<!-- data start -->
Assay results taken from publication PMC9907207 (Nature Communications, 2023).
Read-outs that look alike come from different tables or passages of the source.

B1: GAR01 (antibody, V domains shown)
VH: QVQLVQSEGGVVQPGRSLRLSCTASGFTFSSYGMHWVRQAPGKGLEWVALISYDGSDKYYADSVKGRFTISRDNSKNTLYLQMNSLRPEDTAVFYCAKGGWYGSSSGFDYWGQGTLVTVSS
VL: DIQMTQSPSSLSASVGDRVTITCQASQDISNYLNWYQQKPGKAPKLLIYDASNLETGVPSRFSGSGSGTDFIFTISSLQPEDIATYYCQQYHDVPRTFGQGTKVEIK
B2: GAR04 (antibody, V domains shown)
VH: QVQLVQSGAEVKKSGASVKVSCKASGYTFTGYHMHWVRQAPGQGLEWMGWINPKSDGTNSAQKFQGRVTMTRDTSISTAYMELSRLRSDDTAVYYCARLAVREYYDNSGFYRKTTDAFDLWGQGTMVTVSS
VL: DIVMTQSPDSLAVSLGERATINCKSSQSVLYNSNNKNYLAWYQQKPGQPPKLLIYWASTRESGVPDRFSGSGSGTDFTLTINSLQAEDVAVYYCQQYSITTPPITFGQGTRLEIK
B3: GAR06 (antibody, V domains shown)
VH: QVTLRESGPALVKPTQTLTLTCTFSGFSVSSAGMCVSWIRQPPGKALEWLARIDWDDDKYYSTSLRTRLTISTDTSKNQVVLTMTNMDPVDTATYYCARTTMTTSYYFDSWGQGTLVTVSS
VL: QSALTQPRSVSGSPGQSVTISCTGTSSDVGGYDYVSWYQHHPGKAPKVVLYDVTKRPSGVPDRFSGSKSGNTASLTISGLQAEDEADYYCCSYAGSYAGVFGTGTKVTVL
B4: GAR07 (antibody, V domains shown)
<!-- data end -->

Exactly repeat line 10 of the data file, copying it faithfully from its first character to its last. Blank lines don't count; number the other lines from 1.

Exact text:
VH: QVTLRESGPALVKPTQTLTLTCTFSGFSVSSAGMCVSWIRQPPGKALEWLARIDWDDDKYYSTSLRTRLTISTDTSKNQVVLTMTNMDPVDTATYYCARTTMTTSYYFDSWGQGTLVTVSS